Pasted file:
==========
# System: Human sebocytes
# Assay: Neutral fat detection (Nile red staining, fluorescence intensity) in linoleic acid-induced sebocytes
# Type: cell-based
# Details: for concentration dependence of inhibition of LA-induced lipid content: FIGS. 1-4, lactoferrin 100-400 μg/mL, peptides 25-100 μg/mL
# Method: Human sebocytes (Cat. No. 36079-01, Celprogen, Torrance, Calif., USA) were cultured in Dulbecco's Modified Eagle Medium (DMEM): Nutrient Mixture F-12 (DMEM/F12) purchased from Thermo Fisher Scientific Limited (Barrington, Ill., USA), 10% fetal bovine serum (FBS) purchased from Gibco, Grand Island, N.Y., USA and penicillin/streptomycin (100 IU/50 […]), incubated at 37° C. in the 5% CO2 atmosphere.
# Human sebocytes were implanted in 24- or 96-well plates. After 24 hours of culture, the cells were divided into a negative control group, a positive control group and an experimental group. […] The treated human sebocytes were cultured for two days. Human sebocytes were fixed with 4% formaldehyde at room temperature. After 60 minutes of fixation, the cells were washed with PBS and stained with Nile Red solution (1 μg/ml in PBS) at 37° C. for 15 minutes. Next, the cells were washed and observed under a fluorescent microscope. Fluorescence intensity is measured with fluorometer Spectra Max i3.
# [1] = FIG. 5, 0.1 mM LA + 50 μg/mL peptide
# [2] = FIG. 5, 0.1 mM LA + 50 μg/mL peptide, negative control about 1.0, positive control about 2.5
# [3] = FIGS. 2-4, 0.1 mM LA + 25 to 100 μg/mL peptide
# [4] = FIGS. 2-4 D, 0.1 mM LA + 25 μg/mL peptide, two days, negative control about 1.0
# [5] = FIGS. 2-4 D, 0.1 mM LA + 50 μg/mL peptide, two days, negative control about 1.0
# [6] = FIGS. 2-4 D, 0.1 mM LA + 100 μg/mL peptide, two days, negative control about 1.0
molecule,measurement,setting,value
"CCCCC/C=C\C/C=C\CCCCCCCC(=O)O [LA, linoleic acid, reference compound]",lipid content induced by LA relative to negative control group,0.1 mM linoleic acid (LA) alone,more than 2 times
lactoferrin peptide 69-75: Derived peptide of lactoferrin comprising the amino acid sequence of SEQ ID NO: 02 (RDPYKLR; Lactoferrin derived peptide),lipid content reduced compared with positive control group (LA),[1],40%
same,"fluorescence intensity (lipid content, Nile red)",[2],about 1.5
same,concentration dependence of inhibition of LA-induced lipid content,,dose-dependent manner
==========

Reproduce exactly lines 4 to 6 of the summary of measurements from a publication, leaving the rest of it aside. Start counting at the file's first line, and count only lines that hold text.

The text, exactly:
# Details: for concentration dependence of inhibition of LA-induced lipid content: FIGS. 1-4, lactoferrin 100-400 μg/mL, peptides 25-100 μg/mL
# Method: Human sebocytes (Cat. No. 36079-01, Celprogen, Torrance, Calif., USA) were cultured in Dulbecco's Modified Eagle Medium (DMEM): Nutrient Mixture F-12 (DMEM/F12) purchased from Thermo Fisher Scientific Limited (Barrington, Ill., USA), 10% fetal bovine serum (FBS) purchased from Gibco, Grand Island, N.Y., USA and penicillin/streptomycin (100 IU/50 […]), incubated at 37° C. in the 5% CO2 atmosphere.
# Human sebocytes were implanted in 24- or 96-well plates. After 24 hours of culture, the cells were divided into a negative control group, a positive control group and an experimental group. […] The treated human sebocytes were cultured for two days. Human sebocytes were fixed with 4% formaldehyde at room temperature. After 60 minutes of fixation, the cells were washed with PBS and stained with Nile Red solution (1 μg/ml in PBS) at 37° C. for 15 minutes. Next, the cells were washed and observed under a fluorescent microscope. Fluorescence intensity is measured with fluorometer Spectra Max i3.